Oklahoma Gov. Kevin Stitt (R) signed an executive order this week banning DEI (diversity, equity, and inclusion) programs at state agencies and public colleges and universities.
Effective immediately, the order eliminates state funding for all DEI positions, departments, activities, and trainings “to the extent they grant preferential treatment based on one person’s particular race, color, ethnicity or national origin over another’s,” according to a press release from Stitt’s office.
“Encouraging our workforce, economy, and education systems to flourish means shifting focus away from exclusivity and discrimination, and toward opportunity and merit,” Stitt stated in the press release. “We’re taking politics out of education and focusing on preparing students for the workforce.”
Stitt has directed all state agencies and universities to submit a comprehensive report by May 2024 outlining their existing DEI programs and positions and any changes implemented in response to the order, including reductions in “non-critical personnel.” Non-compliance will result in a review by an appropriations committee and potential funding cuts.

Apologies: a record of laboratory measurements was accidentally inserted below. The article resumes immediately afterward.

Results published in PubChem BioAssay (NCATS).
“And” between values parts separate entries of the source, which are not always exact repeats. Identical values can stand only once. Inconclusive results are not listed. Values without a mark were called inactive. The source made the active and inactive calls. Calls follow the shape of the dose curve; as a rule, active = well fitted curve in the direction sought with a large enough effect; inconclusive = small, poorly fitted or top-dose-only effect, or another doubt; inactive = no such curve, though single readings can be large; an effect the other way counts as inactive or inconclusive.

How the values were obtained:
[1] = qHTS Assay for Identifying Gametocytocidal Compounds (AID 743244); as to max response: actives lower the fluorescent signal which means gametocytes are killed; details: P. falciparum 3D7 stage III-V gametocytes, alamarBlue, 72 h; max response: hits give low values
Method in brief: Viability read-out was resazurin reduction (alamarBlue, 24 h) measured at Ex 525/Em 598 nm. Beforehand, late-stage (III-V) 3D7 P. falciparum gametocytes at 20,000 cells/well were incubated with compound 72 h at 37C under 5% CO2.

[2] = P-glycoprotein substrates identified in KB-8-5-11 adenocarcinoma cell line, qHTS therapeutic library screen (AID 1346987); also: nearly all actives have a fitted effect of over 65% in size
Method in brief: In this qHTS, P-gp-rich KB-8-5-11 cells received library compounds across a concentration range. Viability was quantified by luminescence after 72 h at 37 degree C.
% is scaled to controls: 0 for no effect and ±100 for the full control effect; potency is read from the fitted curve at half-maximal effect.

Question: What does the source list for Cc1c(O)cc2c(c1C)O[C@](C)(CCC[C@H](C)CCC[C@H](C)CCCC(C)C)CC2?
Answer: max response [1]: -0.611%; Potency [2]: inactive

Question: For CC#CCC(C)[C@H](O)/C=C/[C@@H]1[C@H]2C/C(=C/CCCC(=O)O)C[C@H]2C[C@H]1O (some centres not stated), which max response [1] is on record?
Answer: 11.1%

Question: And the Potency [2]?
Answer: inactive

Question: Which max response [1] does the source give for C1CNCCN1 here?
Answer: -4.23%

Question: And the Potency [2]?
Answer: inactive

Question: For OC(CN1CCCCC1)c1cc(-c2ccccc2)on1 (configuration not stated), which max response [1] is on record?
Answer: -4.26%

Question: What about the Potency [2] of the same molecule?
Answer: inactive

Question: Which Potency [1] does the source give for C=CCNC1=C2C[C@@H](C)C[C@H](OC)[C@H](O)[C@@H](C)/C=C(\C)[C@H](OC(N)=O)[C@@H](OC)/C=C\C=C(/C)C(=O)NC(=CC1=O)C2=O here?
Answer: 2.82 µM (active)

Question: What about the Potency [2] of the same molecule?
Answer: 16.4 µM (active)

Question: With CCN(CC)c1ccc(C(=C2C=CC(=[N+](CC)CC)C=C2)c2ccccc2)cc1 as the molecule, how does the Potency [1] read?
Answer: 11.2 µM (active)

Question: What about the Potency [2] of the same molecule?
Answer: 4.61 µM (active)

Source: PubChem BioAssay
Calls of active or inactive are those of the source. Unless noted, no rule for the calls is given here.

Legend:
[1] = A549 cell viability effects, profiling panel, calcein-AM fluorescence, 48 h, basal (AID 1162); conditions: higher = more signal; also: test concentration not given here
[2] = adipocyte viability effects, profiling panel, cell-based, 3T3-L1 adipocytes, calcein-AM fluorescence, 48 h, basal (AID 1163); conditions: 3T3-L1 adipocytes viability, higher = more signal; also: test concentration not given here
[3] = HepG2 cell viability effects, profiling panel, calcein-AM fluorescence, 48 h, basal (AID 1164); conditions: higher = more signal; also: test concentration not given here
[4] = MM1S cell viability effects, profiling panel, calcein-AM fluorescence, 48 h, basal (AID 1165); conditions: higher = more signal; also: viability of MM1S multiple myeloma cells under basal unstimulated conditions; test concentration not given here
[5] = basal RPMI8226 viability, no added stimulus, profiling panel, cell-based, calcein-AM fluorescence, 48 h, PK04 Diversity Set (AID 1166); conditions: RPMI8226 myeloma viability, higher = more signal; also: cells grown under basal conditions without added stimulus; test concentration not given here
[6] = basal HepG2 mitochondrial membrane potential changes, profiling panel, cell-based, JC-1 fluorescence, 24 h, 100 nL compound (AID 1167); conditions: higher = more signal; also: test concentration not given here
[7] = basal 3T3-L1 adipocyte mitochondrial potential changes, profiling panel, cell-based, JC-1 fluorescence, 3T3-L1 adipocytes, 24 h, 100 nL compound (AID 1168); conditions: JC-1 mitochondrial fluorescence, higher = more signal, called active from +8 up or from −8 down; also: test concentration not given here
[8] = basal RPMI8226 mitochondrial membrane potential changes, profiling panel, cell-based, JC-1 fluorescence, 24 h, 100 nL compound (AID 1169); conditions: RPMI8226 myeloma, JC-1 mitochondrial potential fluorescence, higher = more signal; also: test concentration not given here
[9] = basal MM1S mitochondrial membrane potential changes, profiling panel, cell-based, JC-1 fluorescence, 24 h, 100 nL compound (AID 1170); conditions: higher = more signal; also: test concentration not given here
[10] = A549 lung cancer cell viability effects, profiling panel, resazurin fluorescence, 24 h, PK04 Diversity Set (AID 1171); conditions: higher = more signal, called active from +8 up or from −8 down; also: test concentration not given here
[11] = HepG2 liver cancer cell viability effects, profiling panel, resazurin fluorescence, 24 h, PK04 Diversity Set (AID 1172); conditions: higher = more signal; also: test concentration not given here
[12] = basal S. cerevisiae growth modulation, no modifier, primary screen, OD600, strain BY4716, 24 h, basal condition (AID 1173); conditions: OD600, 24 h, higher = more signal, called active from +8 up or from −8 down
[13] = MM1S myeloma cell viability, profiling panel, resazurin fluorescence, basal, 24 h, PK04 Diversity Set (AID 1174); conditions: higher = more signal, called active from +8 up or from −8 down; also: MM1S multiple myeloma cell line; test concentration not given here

During a public announcement of the order, Stitt said that the state’s universities need “to stop sending six-figure salaries to DEI staff.” However, according to data from the Oklahoma State Regents for Higher Education, approximately $10.2 million was spent on DEI programs over the past decade, accounting for 0.3% of the total higher education spending in the state, reports KFOR.
University of Oklahoma President Joseph Harroz Jr. addressed students and alumni in a letter responding to the executive order, stating that the news “evokes deep concern and uncertainty about the future, and in many ways feels like a step backward.”
“Please be assured that key to our ongoing successes as the state’s flagship university – now and forever – are the foundational values that have served as our constant north star: access and opportunity for all of those with the talent and tenacity to succeed; being a place of belonging for all who attend; dedication to free speech and inquiry; and civility in our treatment of each other,” Harroz wrote.
Oklahoma State University officials also issued a statement indicating they are evaluating the order to ensure the school is adhering to legal obligations “while continuing to cultivate a welcoming environment for all students, faculty and staff.”
Oklahoma joins a growing list of states taking aim at DEI initiatives in higher education. Earlier this year, Texas Gov. Greg Abbott (R) signed a bill mandating public universities dissolve their diversity offices and reduce support for DEI programs. In Florida, Republican Gov. Ron DeSantis passed a law prohibiting the allocation of public university funds for DEI programming.